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When you pick up your cell phone, laptop, or other edge networking device, you don’t give a second thought to how you get your content. You just expect it to be delivered-fast. Cloud, big data, and high-performance computing (HPC) in data centers make this happen transparently at speeds ranging from 10G to 25G, 40G, 100G, and beyond. Network design engineers can choose from three different technologies for high-speed networking interconnectivity. Let’s explore these three technologies – Direct Attach Copper Cables [DACs], Active Optical Cables [AOCs], and Optical transceivers – to help you choose which to use in your network.
Direct Access Cables (DACs) transmit data fast over short distances (a 100G DAC spans up to 5 m). Think of two side-by-side racks with a top-of-rack switch connected to a server on the bottom of the rack.
Active Optical Cables (AOCs) drive data farther — up to 100 meters. Think of connecting two server racks in one room or linking subsystems together in system racks.
Optical transceivers push data even longer distances: up to 10 kilometers. Use these modular devices where cabling is pre-installed. Think of interbuilding connections or routing cable connections across a campus.
DACs, AOCs, and Optical Transceivers consume less power than many other devices on the market. QSFP+ DACs use less than 0.003 W, AOCs consume about 2.2 W, multimode fiber transceivers use about 3.5 W, and singlemode transceivers use about 4 W. While this may not seem like a lot of power, an average data center can contain thousands of connections. If you save a few watts for each connection, this adds up fast for a lower overall power load. Saving just one watt per interconnect translates to a reduction of up to 250 watts per rack and a huge reduction in operating costs at the facility level.
Latency is the time it takes for a data packet to travel from its point of origin to the point of destination. DACs and AOCs feature low latency, or minimal data transfer delay, because they are all-in-one cable solutions with fewer connection points to get hung up on than modular transceivers. Transceivers have higher latency than DACs and AOCs, so it takes more time for data to travel from its starting point to its destination. In most applications, though, as an end user, you won’t notice the difference in latency between DACs, AOCs, and transceivers.
Cables, routers, servers, and adapters must be fully compatible. Because AOCs, DACs, and optical transceivers are all plug-and-play solutions, setup is simple. DACs and AOCs are hot pluggable, so you can connect them to your system while it is running without any downtime. Black Box Optical Transceivers are hot pluggable also, but most optical transceivers on the market are not hot pluggable, meaning they will require you to shut down certain devices to connect them— so you need to be careful about which transceivers you select.
When considering maintenance, DACs and AOCs can be more cost-efficient and valuable because they are hardwired, while transceivers are not. Connectors on optical transceivers require regular manual cleanings. This makes them harder to maintain than DACs or AOCs.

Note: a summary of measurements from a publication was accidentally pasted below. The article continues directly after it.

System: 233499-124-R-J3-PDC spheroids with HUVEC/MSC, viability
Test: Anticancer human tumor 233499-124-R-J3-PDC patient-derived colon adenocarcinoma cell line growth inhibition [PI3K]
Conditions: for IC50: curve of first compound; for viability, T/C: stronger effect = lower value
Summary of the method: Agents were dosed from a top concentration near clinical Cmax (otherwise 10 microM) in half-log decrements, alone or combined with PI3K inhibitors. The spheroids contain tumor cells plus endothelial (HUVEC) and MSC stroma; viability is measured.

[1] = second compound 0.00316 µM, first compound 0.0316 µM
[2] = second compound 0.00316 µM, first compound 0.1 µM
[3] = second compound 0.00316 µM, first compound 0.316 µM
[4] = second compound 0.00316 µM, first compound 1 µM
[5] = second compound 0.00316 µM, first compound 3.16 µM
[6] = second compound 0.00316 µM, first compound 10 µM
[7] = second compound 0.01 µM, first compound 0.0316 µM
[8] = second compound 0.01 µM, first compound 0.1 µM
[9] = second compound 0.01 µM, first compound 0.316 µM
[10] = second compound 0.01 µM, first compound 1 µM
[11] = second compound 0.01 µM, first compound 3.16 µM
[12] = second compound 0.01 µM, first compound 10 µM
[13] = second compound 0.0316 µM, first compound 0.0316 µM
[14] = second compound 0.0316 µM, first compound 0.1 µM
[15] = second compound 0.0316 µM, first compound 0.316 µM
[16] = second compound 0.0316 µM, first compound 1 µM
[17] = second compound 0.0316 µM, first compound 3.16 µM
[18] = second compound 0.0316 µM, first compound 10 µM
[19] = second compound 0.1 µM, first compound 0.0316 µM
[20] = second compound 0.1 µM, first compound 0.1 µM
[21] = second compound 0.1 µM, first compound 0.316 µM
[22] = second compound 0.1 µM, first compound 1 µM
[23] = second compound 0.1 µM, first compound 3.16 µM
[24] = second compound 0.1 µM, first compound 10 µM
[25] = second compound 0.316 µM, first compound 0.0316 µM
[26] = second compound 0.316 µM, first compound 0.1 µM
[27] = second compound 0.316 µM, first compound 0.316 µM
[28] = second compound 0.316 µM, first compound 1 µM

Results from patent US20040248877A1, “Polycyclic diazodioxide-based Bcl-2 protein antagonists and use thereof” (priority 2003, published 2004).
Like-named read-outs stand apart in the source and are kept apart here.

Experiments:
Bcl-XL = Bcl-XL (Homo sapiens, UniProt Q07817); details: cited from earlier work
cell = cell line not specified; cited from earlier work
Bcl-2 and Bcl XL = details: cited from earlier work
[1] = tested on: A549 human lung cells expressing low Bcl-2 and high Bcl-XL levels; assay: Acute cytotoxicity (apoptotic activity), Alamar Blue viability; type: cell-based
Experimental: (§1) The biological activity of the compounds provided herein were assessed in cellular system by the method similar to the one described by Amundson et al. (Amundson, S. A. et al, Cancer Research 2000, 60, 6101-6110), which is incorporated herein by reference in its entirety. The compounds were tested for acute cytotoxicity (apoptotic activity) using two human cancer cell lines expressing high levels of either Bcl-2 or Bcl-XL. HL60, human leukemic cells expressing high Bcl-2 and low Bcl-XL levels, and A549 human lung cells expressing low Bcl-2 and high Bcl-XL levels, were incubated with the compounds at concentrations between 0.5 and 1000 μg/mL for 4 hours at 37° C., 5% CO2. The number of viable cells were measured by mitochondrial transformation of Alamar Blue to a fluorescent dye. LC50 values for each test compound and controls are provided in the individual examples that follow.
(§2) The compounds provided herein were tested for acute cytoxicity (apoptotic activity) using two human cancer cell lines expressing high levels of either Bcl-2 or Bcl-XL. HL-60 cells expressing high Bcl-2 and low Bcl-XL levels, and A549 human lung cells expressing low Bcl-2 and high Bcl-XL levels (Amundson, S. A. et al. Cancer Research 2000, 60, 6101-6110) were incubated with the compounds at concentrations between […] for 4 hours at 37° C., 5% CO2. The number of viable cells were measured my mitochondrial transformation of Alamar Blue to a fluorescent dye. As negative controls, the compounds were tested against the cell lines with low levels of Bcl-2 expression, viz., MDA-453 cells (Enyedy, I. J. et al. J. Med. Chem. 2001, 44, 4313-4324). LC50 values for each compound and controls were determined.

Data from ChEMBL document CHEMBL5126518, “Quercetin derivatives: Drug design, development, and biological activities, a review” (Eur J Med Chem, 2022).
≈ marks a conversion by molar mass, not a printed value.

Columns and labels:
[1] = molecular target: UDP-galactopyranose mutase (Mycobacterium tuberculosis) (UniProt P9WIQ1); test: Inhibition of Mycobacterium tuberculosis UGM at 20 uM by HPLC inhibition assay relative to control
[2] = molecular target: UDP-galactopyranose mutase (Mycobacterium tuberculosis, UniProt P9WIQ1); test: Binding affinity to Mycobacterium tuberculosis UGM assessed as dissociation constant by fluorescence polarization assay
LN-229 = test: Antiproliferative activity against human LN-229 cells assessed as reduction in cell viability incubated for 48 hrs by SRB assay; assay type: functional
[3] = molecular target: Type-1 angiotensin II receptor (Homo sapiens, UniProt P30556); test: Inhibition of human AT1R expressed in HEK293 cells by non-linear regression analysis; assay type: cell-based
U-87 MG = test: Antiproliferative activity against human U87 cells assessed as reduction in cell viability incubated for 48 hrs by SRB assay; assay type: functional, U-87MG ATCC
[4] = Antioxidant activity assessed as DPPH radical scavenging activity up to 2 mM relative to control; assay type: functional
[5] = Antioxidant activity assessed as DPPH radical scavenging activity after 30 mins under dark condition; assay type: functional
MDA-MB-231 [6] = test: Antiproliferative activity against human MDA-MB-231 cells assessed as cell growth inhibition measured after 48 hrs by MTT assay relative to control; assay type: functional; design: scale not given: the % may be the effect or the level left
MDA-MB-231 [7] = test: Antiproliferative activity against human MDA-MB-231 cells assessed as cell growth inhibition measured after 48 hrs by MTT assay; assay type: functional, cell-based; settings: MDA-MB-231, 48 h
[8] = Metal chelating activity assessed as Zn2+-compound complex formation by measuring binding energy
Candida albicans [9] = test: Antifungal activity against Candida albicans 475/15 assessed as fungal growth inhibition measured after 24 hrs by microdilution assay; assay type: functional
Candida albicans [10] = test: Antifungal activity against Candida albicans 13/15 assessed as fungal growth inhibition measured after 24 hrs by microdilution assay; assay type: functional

Cooling every device in your network can be difficult challenge, especially when you install equipment in high-density racks. If you follow best practices, your racks hold more than 50 cable connections linked to switches, servers, storage devices, and other network equipment. You might want to choose AOCs and Transceivers over DACs, because these optical options use thin, lightweight fiber cabling with a tight bend radius, and stay cool better than DACs do. To protect your investment, keep in mind that DACs’ thicker copper cable construction increases heat in a rack, so your equipment could overheat, causing costly damage.
Some engineers like to standardize on singlemode fiber cabling, installing it exclusively in their data centers. They install it where they want and neatly route it through cable managers and then swap out the equipment as needed for seamless upgrades. These engineers prefer manual cable routing ease over the initial cost savings of switching to AOCs or DACs. This makes upgrades easy.
Other network engineers value the lower cost of AOCs and DACs and their advantages. But when they upgrade, they must remove the old AOC and DAC cabling, buy new AOC and DAC cabling and then re-route and organize the cabling after making the connections. This makes it more labor-intensive to upgrade.
Ultimately, it’s a matter of opinion and you need to decide what is right for your network in this situation.
Refer to the table below for a quick comparison of the things to consider when choosing which of the three types of technologies for high-speed networking interconnectivity to use for your network. All three of these technologies help your network deliver high-speed content to your users’ edge devices.
|DACs, AOCs, and Optical Transceivers Comparison Table|
|Distance||up to 5 m||up to 100 m||up to 10 km|
|Power (approximate)||0.003 W||2.2 W||3.5 W (MM); 4 W (SM)|
|Maintenance||hot-plug||hot-plug||hot-plug (not all vendors)|
|Cooling||less cool||more cool||more cool|
|Futureproof||less-initial cost||less-initial cost||easy upgrades|
Now you understand the distance, power, latency, maintenance and interoperability, cooling, and futureproofing factors that you need to consider when choosing which of the three technologies to install in your data center. To look at two types of connectivity devices in more detail, check out the next blog in our series “Data Center Connectivity Blog Part 2: DACs vs. AOCs” to learn more or download our free white paper: Data Center Connectivity.
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